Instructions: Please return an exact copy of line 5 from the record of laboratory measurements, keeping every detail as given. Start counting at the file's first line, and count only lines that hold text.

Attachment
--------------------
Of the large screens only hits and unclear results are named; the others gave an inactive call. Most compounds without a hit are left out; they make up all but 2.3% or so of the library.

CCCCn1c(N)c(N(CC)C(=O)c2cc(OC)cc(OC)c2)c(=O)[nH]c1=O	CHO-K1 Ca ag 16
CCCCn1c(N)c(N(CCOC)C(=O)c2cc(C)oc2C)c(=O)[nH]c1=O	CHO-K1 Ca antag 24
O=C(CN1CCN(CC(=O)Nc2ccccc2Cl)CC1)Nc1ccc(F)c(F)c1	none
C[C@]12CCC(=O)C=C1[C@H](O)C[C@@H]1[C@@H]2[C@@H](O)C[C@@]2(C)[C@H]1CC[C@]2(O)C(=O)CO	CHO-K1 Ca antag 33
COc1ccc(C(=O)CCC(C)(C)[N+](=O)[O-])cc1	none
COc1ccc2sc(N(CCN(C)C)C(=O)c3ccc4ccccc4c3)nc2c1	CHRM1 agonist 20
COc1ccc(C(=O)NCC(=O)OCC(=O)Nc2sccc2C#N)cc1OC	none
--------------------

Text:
C[C@]12CCC(=O)C=C1[C@H](O)C[C@@H]1[C@@H]2[C@@H](O)C[C@@]2(C)[C@H]1CC[C@]2(O)C(=O)CO	CHO-K1 Ca antag 33